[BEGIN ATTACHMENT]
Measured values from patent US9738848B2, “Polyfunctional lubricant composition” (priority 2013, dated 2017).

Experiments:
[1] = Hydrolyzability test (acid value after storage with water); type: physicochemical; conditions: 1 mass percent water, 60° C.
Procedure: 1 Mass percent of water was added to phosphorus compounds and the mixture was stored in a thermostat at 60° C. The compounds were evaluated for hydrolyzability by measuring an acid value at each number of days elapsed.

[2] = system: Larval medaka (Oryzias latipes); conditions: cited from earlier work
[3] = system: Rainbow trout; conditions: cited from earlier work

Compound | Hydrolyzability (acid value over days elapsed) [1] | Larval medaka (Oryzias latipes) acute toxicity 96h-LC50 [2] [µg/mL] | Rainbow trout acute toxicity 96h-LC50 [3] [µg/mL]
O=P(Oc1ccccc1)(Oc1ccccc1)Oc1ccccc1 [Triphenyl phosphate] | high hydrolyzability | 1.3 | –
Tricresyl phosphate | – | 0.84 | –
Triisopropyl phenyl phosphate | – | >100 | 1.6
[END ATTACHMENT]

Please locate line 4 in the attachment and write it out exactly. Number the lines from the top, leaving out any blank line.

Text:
Procedure: 1 Mass percent of water was added to phosphorus compounds and the mixture was stored in a thermostat at 60° C. The compounds were evaluated for hydrolyzability by measuring an acid value at each number of days elapsed.